As a ritual to which we have no particular religious ties, Thanksgiving may be the perfect opportunity for considering the impacts of our food traditions. Maybe, in taking a more honest inventory of our participation in the holiday, in addition to the animal welfare implications, we could also examine how we respectfully take part in a day that is rife with trauma for other minority communities. For many indigenous peoples, the holiday is a somber reminder of surviving genocide. One of the ways indigenous peoples continually practice cultural reclamation also happens to be through food: native food educators and chefs research and promote “decolonizing” indigenous diets by uncovering and reinstating a food heritage that relies on original native ingredients. This process involves eschewing what has become a typical westernized US diet, high in animal protein and processed grains and sugars. Importantly, decolonizing food is about restoring a more respectful relationship between humans and the plants and animals we use for sustenance. Perhaps the extreme suppression of that very impulse—to live in a state of reverence towards nature and other living beings—is what allowed, and allows, people to mutate, torture, and consume en masse the Broad-Breasted White turkey.
Jewish author Jonathan Safran Foer highlights the Thanksgiving turkey as the quintessential paradox of eating animals today: what we do with their carcasses may feel right and enjoyable, but how we breed, confine, and ultimately kill turkeys paves an evil-strewn path towards the relatively short-lived pleasure of human consumption. Toward the end of the book, Foer contemplates:
And what would happen if there were no turkey… Is the holiday undermined? Is Thanksgiving no longer Thanksgiving?
Or would Thanksgiving be enhanced? Would the choice not to eat turkey be a more active way of celebrating how thankful we feel? Try to imagine the conversation that would take place. This is why our family celebrates this way. Would such a conversation feel disappointing or inspiring? Would fewer or more values be transmitted? Would the joy be lessened by the hunger to eat that particular animal? Imagine your family’s Thanksgivings after you are gone, when the question is no longer “Why don’t we eat this?” but the more obvious one: “Why did they ever?”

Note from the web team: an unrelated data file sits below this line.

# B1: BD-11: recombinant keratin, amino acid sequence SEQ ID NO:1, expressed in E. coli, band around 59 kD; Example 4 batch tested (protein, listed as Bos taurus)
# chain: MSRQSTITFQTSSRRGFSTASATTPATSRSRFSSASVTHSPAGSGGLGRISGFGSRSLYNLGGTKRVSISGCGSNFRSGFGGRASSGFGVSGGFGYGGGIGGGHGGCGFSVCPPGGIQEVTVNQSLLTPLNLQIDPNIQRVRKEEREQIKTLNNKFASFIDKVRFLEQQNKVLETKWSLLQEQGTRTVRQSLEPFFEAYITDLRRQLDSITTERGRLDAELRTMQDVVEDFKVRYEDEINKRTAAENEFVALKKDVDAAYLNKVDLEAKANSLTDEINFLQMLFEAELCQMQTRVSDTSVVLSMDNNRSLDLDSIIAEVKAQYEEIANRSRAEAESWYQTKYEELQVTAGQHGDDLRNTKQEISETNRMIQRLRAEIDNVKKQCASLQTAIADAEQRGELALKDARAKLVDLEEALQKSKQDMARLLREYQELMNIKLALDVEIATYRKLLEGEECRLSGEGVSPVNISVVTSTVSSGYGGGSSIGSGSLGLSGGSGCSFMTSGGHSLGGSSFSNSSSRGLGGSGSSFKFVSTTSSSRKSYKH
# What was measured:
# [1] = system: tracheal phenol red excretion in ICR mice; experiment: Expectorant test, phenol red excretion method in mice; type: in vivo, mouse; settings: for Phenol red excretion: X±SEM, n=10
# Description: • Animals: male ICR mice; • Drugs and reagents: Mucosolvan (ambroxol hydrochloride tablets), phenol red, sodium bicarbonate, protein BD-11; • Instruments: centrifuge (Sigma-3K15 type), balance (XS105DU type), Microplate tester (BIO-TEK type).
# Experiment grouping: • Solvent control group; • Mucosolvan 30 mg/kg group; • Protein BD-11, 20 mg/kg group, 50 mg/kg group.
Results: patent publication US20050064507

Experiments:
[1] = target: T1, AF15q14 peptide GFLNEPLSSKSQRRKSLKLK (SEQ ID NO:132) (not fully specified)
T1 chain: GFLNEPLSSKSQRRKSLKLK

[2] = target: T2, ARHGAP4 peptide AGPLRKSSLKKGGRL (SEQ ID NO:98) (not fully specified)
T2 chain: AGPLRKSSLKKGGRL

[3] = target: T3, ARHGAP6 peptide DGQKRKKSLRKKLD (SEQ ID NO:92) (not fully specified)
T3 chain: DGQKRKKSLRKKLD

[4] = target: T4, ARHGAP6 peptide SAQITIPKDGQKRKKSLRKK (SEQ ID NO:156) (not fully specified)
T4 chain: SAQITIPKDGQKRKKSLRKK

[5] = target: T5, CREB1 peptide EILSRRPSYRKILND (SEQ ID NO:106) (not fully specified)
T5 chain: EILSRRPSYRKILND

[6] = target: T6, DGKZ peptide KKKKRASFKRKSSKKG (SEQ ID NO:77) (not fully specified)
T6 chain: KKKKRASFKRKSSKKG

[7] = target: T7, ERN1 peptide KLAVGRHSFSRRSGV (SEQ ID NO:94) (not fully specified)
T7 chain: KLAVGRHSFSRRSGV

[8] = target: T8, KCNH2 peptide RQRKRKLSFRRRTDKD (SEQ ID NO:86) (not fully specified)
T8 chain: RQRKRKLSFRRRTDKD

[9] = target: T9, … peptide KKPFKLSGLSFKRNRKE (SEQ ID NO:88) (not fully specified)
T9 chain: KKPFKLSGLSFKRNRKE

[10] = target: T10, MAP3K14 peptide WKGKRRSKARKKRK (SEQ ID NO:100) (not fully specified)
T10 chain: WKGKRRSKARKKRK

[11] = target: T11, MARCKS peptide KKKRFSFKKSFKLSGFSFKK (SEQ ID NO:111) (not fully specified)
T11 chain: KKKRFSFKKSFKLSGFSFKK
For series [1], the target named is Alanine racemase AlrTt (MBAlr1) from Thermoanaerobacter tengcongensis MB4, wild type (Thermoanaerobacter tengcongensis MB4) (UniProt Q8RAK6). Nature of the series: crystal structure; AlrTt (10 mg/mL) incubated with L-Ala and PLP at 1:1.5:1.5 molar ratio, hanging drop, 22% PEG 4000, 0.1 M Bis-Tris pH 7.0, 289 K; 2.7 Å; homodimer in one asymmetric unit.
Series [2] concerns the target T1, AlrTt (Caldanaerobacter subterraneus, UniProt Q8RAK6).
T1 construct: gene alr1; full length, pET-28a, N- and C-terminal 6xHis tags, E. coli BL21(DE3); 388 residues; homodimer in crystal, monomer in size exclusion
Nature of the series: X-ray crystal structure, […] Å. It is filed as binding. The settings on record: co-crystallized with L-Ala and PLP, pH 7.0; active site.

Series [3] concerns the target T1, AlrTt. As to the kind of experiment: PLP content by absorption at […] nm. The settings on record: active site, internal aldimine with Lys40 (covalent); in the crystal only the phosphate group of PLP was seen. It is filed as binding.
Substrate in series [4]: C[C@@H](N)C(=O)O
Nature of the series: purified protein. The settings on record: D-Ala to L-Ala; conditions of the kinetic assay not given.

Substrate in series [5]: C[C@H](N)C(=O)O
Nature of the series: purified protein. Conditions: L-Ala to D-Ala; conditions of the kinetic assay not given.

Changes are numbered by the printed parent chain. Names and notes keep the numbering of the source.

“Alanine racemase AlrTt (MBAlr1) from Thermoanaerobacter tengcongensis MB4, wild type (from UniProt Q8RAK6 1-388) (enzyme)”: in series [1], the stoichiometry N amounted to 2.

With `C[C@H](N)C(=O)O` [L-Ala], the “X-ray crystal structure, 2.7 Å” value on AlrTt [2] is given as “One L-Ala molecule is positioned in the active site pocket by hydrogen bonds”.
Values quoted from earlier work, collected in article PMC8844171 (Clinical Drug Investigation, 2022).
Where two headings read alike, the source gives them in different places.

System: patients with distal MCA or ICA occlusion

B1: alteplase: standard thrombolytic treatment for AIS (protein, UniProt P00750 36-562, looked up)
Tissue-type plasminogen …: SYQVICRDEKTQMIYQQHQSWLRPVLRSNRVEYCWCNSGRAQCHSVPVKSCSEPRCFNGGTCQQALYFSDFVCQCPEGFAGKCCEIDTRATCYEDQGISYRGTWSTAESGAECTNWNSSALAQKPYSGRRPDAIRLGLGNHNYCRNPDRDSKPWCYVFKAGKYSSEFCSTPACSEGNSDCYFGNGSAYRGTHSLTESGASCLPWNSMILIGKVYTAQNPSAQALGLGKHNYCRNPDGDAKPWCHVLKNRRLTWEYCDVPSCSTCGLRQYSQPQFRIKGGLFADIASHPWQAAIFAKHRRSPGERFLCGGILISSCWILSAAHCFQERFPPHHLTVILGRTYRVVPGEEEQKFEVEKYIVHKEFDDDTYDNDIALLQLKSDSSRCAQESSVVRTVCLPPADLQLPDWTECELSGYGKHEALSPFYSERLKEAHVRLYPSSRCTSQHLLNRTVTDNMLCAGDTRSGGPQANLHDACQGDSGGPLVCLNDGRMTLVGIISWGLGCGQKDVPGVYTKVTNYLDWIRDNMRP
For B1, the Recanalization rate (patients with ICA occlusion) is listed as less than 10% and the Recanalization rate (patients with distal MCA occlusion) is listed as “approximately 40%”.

Most Jewish people have a plethora of choices for creating a healthy, delicious, and often less pricey vegetarian or vegan meals. It only takes a quick Google search to find an array of plant-based recipes compiled by Martha Stewart, The Food Network, and countless food bloggers. Some Jewish people and institutions can afford to spend more on a kosher heritage chicken or 100% kosher grass-fed beef, instead of conventional kosher meat. But most of all, all of us have the ability to consider alternatives to a food system that, animal treatment aside, continues to devastate our natural ecosystems, heightens the threat of climate change, and disproportionately burdens lower-income communities of color.
Perhaps before Thanksgiving this year—in the same spirit as a Passover seder, where we hold up each food and consider its significance to the holiday and to us as people—we will consider the turkey, and wrestle with its meaning. Maybe we will question what it is to have a more gracious, harmonious relationship with animals, nature, and other people, and how that should be reflected in all of our meals. Perhaps, just like Jacob, we will emerge from that intellectual and physical struggle with a new sense of self and purpose that defines our tradition—and our dietary choices—for generations to come.